Can technology help us to beat death? The oldest surviving great work of literature tells the story of a Sumerian king, Gilgamesh , whose historical equivalent may have ruled the city of Uruk some time between 2800 and 2500 BC.
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A hero of superhuman strength, Gilgamesh becomes instilled with existential dread after witnessing the death of his friend, and travels the Earth in search of a cure for mortality. Twice the cure slips through his fingers and he learns the futility of fighting the common fate of man.
Transhumanism soon more than science-fiction?
Transhumanism is the idea that we can transcend our biological limits, by merging with machines. The idea was popularised by the renowned technoprophet Ray Kurzweil (now a director of engineering at Google), who came to public attention in the 1990s with a string of astute predictions about technology. In his 1990 book, The Age of Intelligent Machines (MIT Press), Kurzweil predicted that a computer would beat the world’s best chess player by the year 2000. It happened in 1997 . He also foresaw the explosive growth of the internet, along with the advent of wearable technology, drone warfare and the automated translation of language. Kurzweil’s most famous prediction is what he calls “the singularity” – the emergence of an artificial super-intelligence, triggering runaway technological growth – which he foresees happening somewhere around 2045.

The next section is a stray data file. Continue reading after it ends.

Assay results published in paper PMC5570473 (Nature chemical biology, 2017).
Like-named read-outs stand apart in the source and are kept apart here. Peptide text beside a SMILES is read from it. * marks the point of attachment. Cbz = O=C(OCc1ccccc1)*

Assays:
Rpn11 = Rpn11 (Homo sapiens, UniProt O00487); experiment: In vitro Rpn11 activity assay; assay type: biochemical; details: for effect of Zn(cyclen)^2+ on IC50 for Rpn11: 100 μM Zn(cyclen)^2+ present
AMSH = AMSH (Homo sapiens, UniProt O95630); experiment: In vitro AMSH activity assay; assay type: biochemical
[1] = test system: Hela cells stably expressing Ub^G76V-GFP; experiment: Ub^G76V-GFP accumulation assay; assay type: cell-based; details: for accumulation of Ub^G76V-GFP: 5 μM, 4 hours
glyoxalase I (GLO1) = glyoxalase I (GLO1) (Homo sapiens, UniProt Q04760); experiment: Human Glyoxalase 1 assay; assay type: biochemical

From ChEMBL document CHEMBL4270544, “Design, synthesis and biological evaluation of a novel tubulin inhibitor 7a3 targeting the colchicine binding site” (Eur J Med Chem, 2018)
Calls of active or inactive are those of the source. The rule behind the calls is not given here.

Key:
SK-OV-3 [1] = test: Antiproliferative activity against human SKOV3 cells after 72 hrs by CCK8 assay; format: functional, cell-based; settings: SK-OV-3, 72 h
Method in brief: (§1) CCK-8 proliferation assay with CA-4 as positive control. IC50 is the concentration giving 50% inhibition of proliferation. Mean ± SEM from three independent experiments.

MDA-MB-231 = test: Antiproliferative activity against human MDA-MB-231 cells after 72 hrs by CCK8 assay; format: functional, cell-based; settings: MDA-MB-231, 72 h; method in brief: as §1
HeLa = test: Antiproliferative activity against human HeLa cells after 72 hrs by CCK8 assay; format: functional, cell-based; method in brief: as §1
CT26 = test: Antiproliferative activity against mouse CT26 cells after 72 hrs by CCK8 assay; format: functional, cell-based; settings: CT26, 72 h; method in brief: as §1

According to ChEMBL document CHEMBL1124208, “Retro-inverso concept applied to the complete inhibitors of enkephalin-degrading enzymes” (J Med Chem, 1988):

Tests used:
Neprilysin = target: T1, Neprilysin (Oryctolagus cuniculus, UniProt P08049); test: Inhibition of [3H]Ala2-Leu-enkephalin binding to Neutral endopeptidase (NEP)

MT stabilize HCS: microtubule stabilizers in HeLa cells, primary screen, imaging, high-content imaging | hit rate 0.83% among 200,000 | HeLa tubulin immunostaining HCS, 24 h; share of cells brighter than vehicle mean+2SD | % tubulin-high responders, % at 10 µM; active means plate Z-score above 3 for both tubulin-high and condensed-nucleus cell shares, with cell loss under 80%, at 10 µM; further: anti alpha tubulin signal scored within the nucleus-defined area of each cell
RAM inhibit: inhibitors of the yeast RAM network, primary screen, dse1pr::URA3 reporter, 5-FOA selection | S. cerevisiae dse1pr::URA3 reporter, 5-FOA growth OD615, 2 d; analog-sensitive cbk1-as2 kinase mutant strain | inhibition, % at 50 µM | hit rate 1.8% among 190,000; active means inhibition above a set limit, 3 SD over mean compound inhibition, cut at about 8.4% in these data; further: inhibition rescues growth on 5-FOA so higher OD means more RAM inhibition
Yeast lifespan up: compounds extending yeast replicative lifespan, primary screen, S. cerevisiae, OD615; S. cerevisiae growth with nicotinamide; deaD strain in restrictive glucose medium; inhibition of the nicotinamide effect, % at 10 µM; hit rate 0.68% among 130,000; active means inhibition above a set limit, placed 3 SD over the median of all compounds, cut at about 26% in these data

Overcoming our feeble bodies
In some sense, the merger of humans and machines has already begun. Bionic implants, such as the cochlear implant , use electrical impulses orchestrated by computer chips to communicate with the brain, and so restore lost senses. At St Vincent’s Hospital and the University of Melbourne, my colleagues are developing other ways to tap into neuronal activity, thereby giving people natural control of a robotic hand. These cases involve sending simple signals between a piece of hardware and the brain. To truly merge minds and machines, however, we need some way to send thoughts and memories. In 2011, scientists at the University of Southern California in Los Angeles took the first step towards this when they implanted rats with a computer chip that worked as a kind of external hard drive for the brain.